Raids and Their Objects
"Stand To" A Diary of the Trenches, 1915-18, Captain F.C. Hitchcock, M.C., F.R.Hist.S., 1937
Although this article isn't specifically about the CEF, it has been tagged as such to keep it with other First World War material.
Up to this date, raids had been a great form of midnight activity employed by the British and Germans since the middle of 1916. Raids consisted of a brief attack with some special object on a section of the opposing trench, and were usually carried out by a small party of men under an officer. The character of these operations, the preparation of a passage through our own and the enemy's wire, the crossing of the open ground unseen, the penetration of the enemy's line, the hand-to-hand fighting in the darkness, and the uncertainty as to the strength of the opposing forces—gave peculiar scope to gallantry, dash, and quickness of decision by the troops engaged.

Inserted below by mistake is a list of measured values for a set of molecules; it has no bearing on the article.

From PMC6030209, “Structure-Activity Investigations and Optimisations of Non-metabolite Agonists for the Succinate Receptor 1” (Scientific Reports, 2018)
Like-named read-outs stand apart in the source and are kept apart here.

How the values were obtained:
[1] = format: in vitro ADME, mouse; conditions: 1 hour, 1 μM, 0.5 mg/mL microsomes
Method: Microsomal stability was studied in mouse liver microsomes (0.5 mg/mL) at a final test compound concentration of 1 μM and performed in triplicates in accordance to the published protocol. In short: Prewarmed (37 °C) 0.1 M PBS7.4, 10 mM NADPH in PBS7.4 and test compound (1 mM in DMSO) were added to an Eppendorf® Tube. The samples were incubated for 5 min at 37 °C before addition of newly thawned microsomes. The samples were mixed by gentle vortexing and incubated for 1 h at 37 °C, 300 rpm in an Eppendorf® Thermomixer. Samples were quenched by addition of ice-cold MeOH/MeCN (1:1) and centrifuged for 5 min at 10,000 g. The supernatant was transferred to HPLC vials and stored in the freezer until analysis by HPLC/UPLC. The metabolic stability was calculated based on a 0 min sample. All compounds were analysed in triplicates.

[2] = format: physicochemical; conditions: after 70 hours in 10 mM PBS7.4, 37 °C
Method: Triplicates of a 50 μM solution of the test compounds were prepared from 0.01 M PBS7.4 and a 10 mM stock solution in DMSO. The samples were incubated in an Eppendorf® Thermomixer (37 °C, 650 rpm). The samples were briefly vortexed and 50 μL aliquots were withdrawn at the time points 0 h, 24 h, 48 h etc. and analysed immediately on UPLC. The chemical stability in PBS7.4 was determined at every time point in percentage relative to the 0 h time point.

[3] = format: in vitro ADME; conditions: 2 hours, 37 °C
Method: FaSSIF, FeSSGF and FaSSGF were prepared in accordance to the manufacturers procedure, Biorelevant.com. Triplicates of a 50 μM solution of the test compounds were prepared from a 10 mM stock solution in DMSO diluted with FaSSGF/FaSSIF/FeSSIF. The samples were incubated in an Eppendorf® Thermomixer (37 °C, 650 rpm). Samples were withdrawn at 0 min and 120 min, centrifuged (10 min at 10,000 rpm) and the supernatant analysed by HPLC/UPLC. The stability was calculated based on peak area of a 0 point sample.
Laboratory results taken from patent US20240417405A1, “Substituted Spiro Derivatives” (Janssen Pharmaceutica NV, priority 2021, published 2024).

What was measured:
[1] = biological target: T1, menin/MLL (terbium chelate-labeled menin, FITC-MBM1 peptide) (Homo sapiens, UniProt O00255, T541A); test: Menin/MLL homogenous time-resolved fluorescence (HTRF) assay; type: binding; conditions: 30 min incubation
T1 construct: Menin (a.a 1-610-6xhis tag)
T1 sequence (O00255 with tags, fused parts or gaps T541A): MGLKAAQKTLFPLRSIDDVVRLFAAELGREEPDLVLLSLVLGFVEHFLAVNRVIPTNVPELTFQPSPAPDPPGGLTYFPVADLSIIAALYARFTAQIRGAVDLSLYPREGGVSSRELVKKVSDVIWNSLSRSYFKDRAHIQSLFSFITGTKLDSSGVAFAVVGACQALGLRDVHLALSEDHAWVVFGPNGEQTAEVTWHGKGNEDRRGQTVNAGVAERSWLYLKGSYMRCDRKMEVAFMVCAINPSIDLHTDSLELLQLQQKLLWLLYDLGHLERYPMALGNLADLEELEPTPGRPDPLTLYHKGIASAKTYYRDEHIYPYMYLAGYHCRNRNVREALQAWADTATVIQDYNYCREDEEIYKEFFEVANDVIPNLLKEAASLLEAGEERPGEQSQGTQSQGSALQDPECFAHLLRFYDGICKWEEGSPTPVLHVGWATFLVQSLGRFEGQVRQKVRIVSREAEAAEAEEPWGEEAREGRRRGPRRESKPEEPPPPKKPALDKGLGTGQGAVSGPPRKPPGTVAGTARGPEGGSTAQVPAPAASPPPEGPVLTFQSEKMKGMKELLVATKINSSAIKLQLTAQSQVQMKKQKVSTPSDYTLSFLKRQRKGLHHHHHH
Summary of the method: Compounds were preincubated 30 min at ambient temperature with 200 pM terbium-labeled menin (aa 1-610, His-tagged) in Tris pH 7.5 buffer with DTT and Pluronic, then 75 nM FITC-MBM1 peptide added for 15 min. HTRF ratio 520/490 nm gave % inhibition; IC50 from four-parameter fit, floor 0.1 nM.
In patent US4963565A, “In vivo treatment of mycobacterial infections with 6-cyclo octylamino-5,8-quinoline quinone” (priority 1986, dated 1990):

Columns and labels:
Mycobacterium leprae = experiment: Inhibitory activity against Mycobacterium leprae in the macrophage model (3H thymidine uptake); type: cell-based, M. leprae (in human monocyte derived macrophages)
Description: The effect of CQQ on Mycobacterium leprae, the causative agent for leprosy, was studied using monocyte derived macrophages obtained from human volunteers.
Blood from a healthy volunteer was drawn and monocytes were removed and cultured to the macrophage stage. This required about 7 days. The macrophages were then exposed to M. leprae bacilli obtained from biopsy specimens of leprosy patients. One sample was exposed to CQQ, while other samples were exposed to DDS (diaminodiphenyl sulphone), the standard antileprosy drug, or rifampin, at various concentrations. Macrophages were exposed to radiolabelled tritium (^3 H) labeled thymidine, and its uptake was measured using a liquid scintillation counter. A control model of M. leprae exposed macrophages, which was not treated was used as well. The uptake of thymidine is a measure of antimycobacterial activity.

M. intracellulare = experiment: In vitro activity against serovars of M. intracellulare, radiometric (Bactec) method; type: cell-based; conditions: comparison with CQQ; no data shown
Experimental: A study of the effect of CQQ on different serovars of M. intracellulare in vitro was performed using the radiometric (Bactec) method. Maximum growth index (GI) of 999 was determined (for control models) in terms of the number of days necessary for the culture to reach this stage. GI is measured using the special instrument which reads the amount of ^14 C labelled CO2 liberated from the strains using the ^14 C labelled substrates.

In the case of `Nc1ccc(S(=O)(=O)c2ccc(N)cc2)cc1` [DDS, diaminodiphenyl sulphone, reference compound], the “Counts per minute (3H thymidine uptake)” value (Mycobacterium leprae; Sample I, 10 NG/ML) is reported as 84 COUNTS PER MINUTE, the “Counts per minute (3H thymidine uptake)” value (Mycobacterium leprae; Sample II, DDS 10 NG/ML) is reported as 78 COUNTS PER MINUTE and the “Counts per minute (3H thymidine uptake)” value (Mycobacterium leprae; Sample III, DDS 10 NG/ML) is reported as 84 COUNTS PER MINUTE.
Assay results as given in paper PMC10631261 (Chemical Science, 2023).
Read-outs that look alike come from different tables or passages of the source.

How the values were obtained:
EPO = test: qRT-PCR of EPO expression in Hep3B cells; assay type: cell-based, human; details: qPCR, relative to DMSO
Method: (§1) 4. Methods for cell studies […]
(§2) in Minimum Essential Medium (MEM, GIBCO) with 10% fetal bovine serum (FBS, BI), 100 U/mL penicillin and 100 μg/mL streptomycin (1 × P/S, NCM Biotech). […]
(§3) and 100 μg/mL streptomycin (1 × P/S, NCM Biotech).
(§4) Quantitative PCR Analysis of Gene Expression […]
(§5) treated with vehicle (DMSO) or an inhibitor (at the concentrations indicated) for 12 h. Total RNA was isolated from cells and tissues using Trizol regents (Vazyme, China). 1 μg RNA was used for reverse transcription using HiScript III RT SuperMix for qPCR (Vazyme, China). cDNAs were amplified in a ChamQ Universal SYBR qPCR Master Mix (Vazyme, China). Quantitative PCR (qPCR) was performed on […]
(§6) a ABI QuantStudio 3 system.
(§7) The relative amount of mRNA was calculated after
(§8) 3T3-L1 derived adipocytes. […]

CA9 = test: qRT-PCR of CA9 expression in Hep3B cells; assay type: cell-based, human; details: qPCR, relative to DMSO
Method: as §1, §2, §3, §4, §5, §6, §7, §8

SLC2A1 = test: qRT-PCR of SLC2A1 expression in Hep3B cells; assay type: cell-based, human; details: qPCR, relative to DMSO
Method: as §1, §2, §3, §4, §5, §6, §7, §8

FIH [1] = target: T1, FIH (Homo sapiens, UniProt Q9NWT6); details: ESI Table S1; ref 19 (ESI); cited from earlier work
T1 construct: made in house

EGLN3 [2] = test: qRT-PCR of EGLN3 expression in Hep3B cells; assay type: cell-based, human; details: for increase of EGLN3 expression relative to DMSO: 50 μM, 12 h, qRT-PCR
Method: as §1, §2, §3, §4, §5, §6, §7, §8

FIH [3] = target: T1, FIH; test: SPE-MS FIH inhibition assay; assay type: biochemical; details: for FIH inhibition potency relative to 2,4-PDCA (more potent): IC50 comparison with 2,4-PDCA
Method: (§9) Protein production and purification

The objects of these expeditions can be described as fourfold:
I. To gain prisoners and, therefore, to obtain information by identification.
II. To inflict loss and lower the opponent's morale, a form of terrorism, and to kill as many of the enemy as possible, before beating a retreat; also to destroy his dug-outs and mine-shafts.
III. To get junior regimental officers accustomed to handling men in the open and give them scope for using their initiative.
IV. To blood all ranks into the offensive spirit and quicken their wits after months of stagnant trench warfare.
Such enterprises became a characteristic of trench routine.
After a time these raids became unpopular with regimental officers and the rank and file, for there grew up a feeling that sometimes these expeditions to the enemy trenches owed their origin to rivalry between organisations higher than battalions.